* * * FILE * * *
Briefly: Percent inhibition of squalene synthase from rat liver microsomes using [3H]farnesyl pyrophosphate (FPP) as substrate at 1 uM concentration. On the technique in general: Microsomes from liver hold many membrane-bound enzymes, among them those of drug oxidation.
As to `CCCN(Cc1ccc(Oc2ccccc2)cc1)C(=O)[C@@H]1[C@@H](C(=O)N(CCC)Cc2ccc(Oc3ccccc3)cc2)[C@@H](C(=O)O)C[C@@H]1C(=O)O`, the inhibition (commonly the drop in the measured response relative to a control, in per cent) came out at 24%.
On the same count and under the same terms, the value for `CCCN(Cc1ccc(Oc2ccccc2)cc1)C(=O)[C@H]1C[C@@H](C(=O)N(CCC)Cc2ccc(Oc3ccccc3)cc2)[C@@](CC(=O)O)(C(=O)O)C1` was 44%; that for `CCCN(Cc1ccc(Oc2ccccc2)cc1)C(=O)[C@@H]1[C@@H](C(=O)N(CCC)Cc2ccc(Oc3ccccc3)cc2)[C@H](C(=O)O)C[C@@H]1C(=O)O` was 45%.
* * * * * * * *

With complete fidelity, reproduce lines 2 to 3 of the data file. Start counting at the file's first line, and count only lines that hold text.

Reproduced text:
As to `CCCN(Cc1ccc(Oc2ccccc2)cc1)C(=O)[C@@H]1[C@@H](C(=O)N(CCC)Cc2ccc(Oc3ccccc3)cc2)[C@@H](C(=O)O)C[C@@H]1C(=O)O`, the inhibition (commonly the drop in the measured response relative to a control, in per cent) came out at 24%.
On the same count and under the same terms, the value for `CCCN(Cc1ccc(Oc2ccccc2)cc1)C(=O)[C@H]1C[C@@H](C(=O)N(CCC)Cc2ccc(Oc3ccccc3)cc2)[C@@](CC(=O)O)(C(=O)O)C1` was 44%; that for `CCCN(Cc1ccc(Oc2ccccc2)cc1)C(=O)[C@@H]1[C@@H](C(=O)N(CCC)Cc2ccc(Oc3ccccc3)cc2)[C@H](C(=O)O)C[C@@H]1C(=O)O` was 45%.